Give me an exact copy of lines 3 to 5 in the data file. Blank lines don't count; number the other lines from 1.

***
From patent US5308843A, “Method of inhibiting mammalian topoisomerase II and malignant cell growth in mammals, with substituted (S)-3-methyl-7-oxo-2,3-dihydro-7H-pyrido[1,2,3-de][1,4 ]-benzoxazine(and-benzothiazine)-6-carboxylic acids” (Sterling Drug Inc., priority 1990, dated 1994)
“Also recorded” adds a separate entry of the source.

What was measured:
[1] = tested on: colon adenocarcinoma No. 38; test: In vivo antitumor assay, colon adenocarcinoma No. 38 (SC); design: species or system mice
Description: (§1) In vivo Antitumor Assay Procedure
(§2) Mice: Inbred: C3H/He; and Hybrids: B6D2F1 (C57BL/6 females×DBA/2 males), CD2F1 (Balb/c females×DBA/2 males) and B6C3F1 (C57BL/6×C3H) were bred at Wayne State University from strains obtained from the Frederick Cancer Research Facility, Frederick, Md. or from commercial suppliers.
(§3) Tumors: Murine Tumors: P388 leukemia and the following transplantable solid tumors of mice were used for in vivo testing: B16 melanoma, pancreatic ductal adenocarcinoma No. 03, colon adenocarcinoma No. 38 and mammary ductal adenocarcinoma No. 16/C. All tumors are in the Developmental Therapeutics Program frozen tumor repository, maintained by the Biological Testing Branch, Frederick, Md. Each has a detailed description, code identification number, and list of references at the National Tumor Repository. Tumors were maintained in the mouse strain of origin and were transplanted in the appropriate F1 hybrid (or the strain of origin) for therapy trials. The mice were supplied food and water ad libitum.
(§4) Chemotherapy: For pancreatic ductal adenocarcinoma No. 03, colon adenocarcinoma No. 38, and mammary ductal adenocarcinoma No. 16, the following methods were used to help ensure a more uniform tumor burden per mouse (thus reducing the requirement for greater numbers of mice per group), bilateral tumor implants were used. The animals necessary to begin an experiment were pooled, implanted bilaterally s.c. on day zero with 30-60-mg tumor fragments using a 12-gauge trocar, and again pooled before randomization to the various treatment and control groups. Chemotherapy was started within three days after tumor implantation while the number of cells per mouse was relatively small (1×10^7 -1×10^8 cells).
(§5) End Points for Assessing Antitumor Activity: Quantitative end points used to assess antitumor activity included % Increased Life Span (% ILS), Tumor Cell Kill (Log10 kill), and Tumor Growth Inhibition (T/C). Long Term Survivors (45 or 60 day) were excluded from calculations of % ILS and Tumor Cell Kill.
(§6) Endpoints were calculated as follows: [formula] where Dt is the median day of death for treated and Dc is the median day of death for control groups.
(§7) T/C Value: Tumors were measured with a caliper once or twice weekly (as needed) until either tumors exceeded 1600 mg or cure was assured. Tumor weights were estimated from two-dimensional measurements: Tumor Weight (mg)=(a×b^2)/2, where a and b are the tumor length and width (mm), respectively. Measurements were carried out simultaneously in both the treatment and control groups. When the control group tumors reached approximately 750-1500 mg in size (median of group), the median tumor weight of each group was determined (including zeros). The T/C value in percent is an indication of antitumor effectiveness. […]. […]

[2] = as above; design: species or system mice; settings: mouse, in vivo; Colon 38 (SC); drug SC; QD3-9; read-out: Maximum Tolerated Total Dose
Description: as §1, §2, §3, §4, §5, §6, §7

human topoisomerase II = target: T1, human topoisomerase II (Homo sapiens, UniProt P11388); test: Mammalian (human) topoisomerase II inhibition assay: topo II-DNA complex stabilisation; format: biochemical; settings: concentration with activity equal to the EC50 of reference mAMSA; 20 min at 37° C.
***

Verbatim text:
What was measured:
[1] = tested on: colon adenocarcinoma No. 38; test: In vivo antitumor assay, colon adenocarcinoma No. 38 (SC); design: species or system mice
Description: (§1) In vivo Antitumor Assay Procedure